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Politics

Google rolls out free cyberattack shield for elections and campaigns

Project Shield offers protection from DDoS attacks that could undermine the democratic process.

Voting machine screen reads "Please insert your ballot."

Elections have been prone to cyberattacks in the past. Google wants to protect political campaign websites.

John Nordell / Getty Images

For about an hour on the night of a primary election in May, residents in Knox County, Tennessee, couldn't tell who was winning.

Hackers had taken down the county's election tracking website, crashing the page at 8 p.m., right as polls were closing. The county's IT director, Dick Moran, said the website had seen "extremely heavy and abnormal network traffic." Its mayor called for an investigation into the cyberattack.

The incident showed all the signs of a distributed denial-of-service attack -- when attackers flood a website's servers with traffic until they can't handle the incoming requests and crash. And it was just the kind of thing that Jigsaw, a tech incubator owned by Google's parent company, Alphabet, wants to prevent. The company is already expecting even more DDoS attacks as Election Day in the US, on Nov. 6, draws closer.

"We have seen that attacks spike in election cycles in different parts of the world," said George Conard, a product manager for Jigsaw's Project Shield.

Maine voter in a voting booth on November 8, 2016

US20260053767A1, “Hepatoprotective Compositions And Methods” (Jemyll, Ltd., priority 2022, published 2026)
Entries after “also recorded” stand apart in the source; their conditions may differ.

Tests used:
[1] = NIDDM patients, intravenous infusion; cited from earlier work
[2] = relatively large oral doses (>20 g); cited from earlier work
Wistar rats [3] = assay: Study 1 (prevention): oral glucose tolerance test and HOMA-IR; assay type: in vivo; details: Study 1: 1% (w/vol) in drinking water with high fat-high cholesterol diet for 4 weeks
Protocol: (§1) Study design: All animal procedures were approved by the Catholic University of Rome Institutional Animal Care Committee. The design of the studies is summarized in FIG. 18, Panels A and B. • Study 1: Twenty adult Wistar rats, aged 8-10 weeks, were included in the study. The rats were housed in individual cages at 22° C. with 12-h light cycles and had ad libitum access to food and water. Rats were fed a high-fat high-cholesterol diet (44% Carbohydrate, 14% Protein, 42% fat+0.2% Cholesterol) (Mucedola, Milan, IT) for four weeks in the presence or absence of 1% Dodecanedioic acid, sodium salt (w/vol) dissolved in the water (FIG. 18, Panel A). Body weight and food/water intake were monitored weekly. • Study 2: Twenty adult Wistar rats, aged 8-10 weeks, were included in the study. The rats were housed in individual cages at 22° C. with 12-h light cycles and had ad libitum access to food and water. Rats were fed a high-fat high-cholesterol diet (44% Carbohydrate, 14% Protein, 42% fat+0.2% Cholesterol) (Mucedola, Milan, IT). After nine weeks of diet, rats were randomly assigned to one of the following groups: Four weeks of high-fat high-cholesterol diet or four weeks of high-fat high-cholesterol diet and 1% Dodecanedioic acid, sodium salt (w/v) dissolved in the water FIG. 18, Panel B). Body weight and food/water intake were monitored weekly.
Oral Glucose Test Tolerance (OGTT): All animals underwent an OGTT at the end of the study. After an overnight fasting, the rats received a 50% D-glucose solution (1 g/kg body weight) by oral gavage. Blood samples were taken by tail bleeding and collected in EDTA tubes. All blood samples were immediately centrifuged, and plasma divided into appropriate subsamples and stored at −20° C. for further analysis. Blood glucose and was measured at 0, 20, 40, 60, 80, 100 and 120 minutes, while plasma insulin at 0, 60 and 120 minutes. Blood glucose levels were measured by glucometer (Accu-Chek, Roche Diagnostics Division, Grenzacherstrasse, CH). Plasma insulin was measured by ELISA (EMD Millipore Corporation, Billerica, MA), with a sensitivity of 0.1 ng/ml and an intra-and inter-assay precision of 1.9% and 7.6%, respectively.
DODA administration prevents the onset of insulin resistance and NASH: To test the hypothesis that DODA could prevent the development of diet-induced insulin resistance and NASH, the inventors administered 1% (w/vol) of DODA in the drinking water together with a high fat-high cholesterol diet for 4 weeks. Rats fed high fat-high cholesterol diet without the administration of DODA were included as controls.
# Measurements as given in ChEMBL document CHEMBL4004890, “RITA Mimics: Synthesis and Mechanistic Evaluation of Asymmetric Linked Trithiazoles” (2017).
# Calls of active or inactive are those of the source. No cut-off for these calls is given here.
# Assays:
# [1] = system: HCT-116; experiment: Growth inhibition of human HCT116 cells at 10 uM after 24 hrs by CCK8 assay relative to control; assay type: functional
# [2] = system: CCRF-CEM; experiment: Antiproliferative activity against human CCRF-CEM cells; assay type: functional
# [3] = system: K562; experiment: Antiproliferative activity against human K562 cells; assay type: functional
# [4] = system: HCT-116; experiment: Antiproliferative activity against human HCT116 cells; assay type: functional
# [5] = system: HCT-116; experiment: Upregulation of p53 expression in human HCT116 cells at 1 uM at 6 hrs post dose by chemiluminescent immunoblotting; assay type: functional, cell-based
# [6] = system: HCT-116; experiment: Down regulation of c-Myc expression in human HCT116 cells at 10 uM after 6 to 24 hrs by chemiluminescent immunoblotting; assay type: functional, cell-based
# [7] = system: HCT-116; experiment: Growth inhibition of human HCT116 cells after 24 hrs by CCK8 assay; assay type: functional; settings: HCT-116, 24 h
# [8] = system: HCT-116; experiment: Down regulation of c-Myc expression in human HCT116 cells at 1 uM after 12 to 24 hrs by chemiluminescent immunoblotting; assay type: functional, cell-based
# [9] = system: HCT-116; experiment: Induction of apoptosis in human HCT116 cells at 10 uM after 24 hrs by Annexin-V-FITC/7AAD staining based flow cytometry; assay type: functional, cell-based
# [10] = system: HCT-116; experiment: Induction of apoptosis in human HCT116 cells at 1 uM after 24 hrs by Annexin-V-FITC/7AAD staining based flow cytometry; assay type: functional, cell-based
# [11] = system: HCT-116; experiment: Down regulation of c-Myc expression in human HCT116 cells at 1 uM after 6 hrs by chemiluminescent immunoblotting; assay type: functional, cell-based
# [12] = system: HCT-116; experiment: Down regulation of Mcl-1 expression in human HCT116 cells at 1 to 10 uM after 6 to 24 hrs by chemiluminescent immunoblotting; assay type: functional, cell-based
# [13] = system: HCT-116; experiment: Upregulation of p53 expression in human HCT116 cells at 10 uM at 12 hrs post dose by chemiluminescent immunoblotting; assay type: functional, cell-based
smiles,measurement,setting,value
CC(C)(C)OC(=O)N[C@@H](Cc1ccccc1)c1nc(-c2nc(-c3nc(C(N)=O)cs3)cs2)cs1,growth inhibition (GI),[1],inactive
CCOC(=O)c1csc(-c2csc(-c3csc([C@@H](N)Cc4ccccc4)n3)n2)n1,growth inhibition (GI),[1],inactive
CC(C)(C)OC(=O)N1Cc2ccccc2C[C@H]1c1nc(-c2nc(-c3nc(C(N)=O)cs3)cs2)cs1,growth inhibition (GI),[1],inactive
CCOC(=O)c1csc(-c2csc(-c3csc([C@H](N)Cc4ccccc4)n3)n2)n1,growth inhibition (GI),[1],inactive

Election Day could get messy if hackers launch a cyberattack.

Brianna Soukup/Portland Press Herald via Getty Images

On Wednesday, Jigsaw announced that Project Shield, its free DDoS protection tool, would be available to political campaigns, candidates and political action committees. In the past, the tool -- which protects websites from attacks by filtering the flood of traffic -- had been available only for journalists, human rights advocates and, since last March, election monitors and human rights groups

Jigsaw had seen hackers take down websites for election monitoring in Mexico, France, South Korea and the Netherlands, and hoped to prevent future DDoS attacks. Conard said that political parties, campaigns and organizations are a growing target for cyberattacks during election cycles. And Project Shield won't be just available to major political organizations -- it'll be available to protect local elections as well.

"There are tens of thousands of candidates around the country in local elections, for school boards, city councils," Conard said. "They may not be aware of the threats or have the resources to defend themselves. We want to make sure that everyone is going to be protected, not just the ones with financial resources."

Project Shield currently safeguards about 700 websites from DDoS attacks, Conard said. In 2016, it protected security journalist Brian Krebs' website from attacks powered by the Mirai botnet, which captured more than 600,000 internet-of-things devices and blasted his page with up to 620 Gbps of data.

Cyberattacks against elections have become a national security concern for the US, and potential hackers have multiple tactics available to them to disrupt democracy. The Department of Homeland Security has offered help to state election officials to make sure their voting machines are hack-proof and make sure campaign officials know how to keep themselves safe.

The focus comes as the US heads into midterm elections and many Americans are worried about Russian interference happening again, as it did in 2016.

Massive DDoS attacks, some of which can cost up to $200,000 a year to fend off, can be bought, often for just $20 online. It's all set up so that anyone wanting to shut down a website could, without needing the technical expertise of a skilled hacker.

Conard said he's seen even lower prices online for DDoS attacks.

"You can imagine a scenario where someone -- it doesn't have to be a super sophisticated organization -- that doesn't like the point of view that a candidate represents, and quickly finding a site that can launch an attack for as low as $4," he said.

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